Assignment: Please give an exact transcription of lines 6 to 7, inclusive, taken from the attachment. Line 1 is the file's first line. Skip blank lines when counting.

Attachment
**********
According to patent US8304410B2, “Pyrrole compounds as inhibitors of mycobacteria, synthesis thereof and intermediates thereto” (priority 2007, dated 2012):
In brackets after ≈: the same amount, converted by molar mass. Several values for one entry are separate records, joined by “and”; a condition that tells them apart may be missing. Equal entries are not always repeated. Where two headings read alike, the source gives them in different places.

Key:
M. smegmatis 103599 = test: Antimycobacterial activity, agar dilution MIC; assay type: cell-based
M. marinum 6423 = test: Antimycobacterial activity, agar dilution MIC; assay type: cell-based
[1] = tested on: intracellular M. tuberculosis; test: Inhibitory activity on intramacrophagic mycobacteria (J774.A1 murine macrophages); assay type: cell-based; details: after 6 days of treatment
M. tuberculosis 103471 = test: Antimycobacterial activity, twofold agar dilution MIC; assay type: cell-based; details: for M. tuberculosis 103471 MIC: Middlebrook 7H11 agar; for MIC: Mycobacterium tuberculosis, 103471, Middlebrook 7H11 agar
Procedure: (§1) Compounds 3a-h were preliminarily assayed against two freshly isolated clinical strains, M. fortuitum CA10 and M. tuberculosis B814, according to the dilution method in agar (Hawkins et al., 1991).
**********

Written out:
[1] = tested on: intracellular M. tuberculosis; test: Inhibitory activity on intramacrophagic mycobacteria (J774.A1 murine macrophages); assay type: cell-based; details: after 6 days of treatment
M. tuberculosis 103471 = test: Antimycobacterial activity, twofold agar dilution MIC; assay type: cell-based; details: for M. tuberculosis 103471 MIC: Middlebrook 7H11 agar; for MIC: Mycobacterium tuberculosis, 103471, Middlebrook 7H11 agar